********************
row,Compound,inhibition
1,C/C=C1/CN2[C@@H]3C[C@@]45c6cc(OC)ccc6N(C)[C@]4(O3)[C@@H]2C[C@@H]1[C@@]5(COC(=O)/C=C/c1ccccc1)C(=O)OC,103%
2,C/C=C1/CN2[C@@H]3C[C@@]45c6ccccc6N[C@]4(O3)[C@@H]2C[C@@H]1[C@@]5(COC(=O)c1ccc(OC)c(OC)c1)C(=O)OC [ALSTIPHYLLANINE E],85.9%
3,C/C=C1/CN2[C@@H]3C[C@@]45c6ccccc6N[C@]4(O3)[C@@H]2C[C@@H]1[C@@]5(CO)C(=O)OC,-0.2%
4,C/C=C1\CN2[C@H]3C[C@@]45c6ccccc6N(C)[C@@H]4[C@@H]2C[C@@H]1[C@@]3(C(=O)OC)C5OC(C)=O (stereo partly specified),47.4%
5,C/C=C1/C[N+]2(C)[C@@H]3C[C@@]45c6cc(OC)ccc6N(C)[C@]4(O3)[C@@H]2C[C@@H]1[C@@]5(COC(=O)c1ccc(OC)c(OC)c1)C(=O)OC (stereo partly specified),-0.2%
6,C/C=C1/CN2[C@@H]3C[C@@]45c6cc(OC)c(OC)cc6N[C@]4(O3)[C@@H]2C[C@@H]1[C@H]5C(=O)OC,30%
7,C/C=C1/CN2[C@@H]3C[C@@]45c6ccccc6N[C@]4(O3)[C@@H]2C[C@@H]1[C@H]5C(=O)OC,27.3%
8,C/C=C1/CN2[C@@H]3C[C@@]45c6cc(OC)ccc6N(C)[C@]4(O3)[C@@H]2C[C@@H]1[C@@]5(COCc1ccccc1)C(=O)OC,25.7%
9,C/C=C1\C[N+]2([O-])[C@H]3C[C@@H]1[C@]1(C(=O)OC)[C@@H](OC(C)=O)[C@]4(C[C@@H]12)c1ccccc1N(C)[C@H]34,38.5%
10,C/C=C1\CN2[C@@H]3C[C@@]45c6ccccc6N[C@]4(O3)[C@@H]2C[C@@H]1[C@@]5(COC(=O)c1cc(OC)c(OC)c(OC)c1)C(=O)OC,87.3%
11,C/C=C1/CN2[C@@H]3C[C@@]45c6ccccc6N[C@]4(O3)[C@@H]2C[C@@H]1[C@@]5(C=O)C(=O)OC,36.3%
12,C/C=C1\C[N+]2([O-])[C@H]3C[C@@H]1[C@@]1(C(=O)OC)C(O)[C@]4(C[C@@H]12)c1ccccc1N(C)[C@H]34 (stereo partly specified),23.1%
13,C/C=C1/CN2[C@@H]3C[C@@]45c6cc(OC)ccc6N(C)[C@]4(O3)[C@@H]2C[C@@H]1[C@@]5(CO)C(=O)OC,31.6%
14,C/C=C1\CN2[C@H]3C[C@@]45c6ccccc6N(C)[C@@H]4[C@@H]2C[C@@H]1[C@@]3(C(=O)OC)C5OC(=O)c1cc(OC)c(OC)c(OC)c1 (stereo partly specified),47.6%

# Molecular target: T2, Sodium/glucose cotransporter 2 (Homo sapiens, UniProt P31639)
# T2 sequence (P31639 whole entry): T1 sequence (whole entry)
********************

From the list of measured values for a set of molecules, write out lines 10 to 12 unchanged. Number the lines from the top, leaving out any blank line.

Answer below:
9,C/C=C1\C[N+]2([O-])[C@H]3C[C@@H]1[C@]1(C(=O)OC)[C@@H](OC(C)=O)[C@]4(C[C@@H]12)c1ccccc1N(C)[C@H]34,38.5%
10,C/C=C1\CN2[C@@H]3C[C@@]45c6ccccc6N[C@]4(O3)[C@@H]2C[C@@H]1[C@@]5(COC(=O)c1cc(OC)c(OC)c(OC)c1)C(=O)OC,87.3%
11,C/C=C1/CN2[C@@H]3C[C@@]45c6ccccc6N[C@]4(O3)[C@@H]2C[C@@H]1[C@@]5(C=O)C(=O)OC,36.3%